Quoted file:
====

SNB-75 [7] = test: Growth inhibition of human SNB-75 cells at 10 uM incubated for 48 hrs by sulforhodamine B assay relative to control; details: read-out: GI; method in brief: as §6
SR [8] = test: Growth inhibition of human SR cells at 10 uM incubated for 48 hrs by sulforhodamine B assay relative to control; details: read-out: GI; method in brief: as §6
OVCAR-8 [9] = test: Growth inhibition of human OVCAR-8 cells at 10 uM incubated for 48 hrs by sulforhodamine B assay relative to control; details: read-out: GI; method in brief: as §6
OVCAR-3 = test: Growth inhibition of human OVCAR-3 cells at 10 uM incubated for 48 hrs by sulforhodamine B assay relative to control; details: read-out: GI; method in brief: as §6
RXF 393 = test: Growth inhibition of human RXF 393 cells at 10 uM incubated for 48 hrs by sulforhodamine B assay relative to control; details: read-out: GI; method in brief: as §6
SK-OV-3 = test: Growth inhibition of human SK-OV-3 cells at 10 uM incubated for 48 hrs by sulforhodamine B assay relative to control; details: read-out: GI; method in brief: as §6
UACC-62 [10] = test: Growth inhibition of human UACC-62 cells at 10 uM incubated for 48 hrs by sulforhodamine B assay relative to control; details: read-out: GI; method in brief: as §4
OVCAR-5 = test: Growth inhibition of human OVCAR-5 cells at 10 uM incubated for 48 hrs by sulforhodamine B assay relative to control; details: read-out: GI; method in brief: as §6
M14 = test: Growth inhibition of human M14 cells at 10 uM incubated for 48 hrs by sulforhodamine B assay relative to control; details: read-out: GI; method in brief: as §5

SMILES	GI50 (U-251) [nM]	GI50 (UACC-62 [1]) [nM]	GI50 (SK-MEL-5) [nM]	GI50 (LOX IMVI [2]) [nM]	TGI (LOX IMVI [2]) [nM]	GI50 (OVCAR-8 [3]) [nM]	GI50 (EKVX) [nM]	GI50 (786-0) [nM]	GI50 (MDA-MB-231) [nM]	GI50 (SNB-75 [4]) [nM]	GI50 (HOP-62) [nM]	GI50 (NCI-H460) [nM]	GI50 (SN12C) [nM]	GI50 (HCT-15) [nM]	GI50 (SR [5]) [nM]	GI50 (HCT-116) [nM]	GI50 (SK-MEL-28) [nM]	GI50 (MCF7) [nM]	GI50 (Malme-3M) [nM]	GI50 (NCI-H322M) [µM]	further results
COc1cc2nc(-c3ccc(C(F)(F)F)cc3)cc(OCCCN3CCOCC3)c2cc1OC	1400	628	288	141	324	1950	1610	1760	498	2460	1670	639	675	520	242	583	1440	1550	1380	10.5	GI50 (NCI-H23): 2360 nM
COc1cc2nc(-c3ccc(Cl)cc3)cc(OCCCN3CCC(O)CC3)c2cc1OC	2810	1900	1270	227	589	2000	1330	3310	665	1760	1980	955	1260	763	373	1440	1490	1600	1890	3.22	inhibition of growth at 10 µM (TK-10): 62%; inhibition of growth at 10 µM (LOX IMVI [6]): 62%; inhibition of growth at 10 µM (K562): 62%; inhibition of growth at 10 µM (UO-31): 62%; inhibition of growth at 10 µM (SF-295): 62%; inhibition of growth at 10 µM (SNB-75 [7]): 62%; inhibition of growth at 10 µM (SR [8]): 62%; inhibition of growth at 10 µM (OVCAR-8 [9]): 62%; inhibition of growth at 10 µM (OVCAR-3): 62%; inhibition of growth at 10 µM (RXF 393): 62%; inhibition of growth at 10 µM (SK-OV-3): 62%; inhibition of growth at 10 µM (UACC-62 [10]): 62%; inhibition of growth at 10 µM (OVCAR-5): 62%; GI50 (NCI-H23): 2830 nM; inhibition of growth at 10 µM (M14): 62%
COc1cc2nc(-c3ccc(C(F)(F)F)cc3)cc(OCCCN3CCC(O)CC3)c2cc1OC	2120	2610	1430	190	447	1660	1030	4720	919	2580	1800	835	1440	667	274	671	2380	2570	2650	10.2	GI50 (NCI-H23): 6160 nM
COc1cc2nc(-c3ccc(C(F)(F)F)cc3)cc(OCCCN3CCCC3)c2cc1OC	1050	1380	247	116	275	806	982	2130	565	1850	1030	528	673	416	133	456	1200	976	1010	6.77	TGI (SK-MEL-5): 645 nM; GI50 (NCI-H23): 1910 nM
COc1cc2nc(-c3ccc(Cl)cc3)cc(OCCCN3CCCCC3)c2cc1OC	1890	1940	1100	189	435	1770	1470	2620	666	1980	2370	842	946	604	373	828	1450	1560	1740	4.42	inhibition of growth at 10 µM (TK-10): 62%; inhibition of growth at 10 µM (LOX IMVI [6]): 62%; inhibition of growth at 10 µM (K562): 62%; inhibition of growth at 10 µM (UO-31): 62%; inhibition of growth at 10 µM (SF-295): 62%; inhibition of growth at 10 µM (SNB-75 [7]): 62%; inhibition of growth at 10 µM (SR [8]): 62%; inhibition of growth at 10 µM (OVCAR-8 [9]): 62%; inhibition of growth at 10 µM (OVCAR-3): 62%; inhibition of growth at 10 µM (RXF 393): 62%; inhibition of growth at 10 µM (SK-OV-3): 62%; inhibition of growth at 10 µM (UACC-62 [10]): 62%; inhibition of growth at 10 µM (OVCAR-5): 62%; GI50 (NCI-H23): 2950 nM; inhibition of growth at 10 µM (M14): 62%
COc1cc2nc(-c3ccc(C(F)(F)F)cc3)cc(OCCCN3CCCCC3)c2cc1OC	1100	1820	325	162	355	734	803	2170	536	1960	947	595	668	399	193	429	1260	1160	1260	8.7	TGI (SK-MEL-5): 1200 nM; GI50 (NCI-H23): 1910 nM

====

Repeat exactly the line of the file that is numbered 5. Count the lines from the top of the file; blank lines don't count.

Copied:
RXF 393 = test: Growth inhibition of human RXF 393 cells at 10 uM incubated for 48 hrs by sulforhodamine B assay relative to control; details: read-out: GI; method in brief: as §6